A notable achievement of engineering is the vaults represent – a brilliant example of the skills of stonemasonry. Unfortunately, this skill was lost in the later Times of Troubles.
Renowned are the frescoes covering the walls of chapels and other premises. There are numerous valuable icons and other art values in the chapels.
The largest country in the world, Russia, is associated in the minds of many people with the onion domes of Orthodox churches and the massive walls of the Moscow Kremlin. But besides the unique architecture, Russia offers many more unusual and exciting attractions.
Since ancient times human talents and skills have been expressed in religious architecture and arts, traditions and rituals have evolved around pilgrimage sites. Religious buildings represent a major part of the highest achievements in architecture and crafts.
Throughout the millennia Christian churches have been the epitome of architecture and arts achievements in Western culture, representing it.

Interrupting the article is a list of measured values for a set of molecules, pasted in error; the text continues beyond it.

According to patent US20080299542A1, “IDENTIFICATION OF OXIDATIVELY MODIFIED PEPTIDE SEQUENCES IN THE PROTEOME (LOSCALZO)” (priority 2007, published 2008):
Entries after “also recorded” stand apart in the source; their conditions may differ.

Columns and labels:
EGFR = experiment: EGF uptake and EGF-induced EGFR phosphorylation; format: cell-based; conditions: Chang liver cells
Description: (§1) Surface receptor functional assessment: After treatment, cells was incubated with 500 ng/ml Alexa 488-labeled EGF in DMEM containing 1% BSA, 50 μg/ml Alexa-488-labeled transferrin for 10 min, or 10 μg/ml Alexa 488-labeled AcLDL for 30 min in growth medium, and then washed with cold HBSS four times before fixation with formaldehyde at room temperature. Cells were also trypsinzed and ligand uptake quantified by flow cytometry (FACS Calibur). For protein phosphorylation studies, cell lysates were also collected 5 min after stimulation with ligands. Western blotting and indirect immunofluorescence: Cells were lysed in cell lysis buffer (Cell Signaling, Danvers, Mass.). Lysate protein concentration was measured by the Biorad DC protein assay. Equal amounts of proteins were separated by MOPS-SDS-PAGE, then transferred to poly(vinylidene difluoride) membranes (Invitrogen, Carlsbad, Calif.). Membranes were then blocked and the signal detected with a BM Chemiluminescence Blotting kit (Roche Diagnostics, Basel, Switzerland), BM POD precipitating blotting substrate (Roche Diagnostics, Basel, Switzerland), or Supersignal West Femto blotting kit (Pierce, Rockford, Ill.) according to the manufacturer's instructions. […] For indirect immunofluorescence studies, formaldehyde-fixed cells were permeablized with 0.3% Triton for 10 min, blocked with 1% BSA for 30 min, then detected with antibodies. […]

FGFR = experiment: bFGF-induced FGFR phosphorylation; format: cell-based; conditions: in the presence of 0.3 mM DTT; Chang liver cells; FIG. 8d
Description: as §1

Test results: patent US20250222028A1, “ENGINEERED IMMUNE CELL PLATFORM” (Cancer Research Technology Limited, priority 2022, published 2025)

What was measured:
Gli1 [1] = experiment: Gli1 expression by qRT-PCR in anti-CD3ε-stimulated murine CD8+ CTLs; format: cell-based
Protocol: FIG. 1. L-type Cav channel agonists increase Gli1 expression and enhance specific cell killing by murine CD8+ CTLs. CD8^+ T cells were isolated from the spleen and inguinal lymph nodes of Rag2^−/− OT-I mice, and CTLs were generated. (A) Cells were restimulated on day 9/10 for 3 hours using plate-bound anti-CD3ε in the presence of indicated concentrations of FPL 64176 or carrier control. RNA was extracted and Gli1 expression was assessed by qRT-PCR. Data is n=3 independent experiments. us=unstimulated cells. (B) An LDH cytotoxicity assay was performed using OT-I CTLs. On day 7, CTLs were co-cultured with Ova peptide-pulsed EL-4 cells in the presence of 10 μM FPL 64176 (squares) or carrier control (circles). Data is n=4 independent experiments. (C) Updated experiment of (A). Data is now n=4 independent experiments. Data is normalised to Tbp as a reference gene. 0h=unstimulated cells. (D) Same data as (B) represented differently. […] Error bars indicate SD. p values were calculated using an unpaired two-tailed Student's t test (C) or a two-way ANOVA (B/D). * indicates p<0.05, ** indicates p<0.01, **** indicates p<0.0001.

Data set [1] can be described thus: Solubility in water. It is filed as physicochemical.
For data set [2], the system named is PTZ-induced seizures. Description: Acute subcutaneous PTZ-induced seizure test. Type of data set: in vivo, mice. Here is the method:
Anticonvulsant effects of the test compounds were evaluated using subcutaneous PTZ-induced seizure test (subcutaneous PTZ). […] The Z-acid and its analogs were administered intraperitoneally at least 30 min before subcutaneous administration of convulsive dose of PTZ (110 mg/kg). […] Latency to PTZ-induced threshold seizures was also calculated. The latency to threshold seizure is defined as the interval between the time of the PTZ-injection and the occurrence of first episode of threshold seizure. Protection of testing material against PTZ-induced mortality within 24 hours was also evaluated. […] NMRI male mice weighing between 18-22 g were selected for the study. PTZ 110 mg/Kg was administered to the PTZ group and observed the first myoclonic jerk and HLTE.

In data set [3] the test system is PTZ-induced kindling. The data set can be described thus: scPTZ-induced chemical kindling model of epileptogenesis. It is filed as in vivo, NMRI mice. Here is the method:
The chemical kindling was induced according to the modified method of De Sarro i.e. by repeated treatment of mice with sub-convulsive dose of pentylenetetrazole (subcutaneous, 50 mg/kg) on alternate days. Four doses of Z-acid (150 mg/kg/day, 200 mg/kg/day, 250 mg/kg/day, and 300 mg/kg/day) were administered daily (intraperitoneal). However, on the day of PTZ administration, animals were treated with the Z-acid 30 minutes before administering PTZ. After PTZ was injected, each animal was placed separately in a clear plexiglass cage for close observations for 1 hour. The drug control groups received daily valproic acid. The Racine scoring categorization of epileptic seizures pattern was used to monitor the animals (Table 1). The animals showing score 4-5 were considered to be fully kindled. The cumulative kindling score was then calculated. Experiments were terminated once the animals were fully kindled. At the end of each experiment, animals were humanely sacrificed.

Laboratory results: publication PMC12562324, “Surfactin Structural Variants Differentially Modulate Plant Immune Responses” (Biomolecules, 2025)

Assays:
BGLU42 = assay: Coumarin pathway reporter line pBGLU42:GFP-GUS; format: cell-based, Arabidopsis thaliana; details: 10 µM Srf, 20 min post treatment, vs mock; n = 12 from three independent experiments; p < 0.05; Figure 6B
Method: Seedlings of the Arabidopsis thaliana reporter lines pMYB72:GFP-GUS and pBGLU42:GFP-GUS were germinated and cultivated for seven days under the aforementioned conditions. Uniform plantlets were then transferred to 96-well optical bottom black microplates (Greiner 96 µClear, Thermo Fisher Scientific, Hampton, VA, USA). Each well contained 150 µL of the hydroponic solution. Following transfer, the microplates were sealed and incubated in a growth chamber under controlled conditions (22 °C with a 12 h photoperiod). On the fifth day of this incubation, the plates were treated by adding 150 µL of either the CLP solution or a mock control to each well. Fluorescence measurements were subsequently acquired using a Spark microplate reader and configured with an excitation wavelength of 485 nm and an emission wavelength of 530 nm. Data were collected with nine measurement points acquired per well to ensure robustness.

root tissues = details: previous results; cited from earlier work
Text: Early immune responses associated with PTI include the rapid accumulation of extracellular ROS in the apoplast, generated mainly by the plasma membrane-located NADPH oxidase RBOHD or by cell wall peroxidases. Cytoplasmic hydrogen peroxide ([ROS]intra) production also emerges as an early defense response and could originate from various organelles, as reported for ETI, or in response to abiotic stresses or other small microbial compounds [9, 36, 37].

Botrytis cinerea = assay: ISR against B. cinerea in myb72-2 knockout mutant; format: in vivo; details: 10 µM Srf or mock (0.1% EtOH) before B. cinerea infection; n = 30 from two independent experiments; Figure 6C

This book surveys two centuries of Russian history through a succession of ambitious architectural projects designed for a single construction site in central Moscow. Czars, Bolshevik rulers, and contemporary Russian leaders alike have dreamed of glorious monuments to themselves and their ideologies on this site. The history of their efforts reflects the story of the nation itself and its repeated attempts to construct or reconstruct its identity and to repudiate or resuscitate emblems of the past.
St. Basil’s Cathedral also called “The Cathedral of the Protection of the Most Holy Theotokos on the Moat,” or the “Temple of Saint Basil the Blessed,” is an Eastern Orthodox Church in Moscow, Russia. The cathedral is a popular search on Wikipedia not only because it is a marvel of architecture, but because it serves as an important edifice for Orthodox Christians around the world.